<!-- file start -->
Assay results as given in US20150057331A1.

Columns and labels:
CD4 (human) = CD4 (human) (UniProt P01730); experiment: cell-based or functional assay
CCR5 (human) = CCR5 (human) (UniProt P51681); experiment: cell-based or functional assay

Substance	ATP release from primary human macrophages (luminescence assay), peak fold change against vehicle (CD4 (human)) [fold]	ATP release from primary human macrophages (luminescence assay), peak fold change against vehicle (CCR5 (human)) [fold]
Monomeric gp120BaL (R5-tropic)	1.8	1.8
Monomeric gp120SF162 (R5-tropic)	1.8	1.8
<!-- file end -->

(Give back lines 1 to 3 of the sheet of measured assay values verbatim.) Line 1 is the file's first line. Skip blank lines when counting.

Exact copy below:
Assay results as given in US20150057331A1.

Columns and labels:
CD4 (human) = CD4 (human) (UniProt P01730); experiment: cell-based or functional assay